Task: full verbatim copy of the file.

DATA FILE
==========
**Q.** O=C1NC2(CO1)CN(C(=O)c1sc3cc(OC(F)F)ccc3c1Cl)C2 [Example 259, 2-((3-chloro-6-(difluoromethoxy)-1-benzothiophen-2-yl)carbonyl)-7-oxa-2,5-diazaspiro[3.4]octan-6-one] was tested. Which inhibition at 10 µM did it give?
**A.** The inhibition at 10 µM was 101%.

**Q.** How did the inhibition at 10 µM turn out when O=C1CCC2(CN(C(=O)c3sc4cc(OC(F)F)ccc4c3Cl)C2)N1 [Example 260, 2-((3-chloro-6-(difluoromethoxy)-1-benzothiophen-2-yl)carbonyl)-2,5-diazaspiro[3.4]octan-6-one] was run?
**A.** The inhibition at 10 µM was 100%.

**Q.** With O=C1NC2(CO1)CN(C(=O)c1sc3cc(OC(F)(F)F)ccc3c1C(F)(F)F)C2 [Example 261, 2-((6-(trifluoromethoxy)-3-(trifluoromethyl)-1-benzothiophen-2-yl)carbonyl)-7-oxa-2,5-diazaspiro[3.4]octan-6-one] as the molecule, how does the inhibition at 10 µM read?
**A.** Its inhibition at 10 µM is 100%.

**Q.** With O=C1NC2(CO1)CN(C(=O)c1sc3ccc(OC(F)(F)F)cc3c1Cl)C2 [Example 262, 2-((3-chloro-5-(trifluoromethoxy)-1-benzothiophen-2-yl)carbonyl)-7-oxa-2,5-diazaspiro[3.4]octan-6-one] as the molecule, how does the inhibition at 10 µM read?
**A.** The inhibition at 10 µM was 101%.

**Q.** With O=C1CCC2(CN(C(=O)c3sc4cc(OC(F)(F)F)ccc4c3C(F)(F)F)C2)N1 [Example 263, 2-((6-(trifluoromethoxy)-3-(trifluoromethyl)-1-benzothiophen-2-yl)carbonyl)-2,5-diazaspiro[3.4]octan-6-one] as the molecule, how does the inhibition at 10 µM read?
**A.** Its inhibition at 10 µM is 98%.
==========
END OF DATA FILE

**Q.** O=C1NC2(CO1)CN(C(=O)c1sc3cc(OC(F)F)ccc3c1Cl)C2 [Example 259, 2-((3-chloro-6-(difluoromethoxy)-1-benzothiophen-2-yl)carbonyl)-7-oxa-2,5-diazaspiro[3.4]octan-6-one] was tested. Which inhibition at 10 µM did it give?
**A.** The inhibition at 10 µM was 101%.

**Q.** How did the inhibition at 10 µM turn out when O=C1CCC2(CN(C(=O)c3sc4cc(OC(F)F)ccc4c3Cl)C2)N1 [Example 260, 2-((3-chloro-6-(difluoromethoxy)-1-benzothiophen-2-yl)carbonyl)-2,5-diazaspiro[3.4]octan-6-one] was run?
**A.** The inhibition at 10 µM was 100%.

**Q.** With O=C1NC2(CO1)CN(C(=O)c1sc3cc(OC(F)(F)F)ccc3c1C(F)(F)F)C2 [Example 261, 2-((6-(trifluoromethoxy)-3-(trifluoromethyl)-1-benzothiophen-2-yl)carbonyl)-7-oxa-2,5-diazaspiro[3.4]octan-6-one] as the molecule, how does the inhibition at 10 µM read?
**A.** Its inhibition at 10 µM is 100%.

**Q.** With O=C1NC2(CO1)CN(C(=O)c1sc3ccc(OC(F)(F)F)cc3c1Cl)C2 [Example 262, 2-((3-chloro-5-(trifluoromethoxy)-1-benzothiophen-2-yl)carbonyl)-7-oxa-2,5-diazaspiro[3.4]octan-6-one] as the molecule, how does the inhibition at 10 µM read?
**A.** The inhibition at 10 µM was 101%.

**Q.** With O=C1CCC2(CN(C(=O)c3sc4cc(OC(F)(F)F)ccc4c3C(F)(F)F)C2)N1 [Example 263, 2-((6-(trifluoromethoxy)-3-(trifluoromethyl)-1-benzothiophen-2-yl)carbonyl)-2,5-diazaspiro[3.4]octan-6-one] as the molecule, how does the inhibition at 10 µM read?
**A.** Its inhibition at 10 µM is 98%.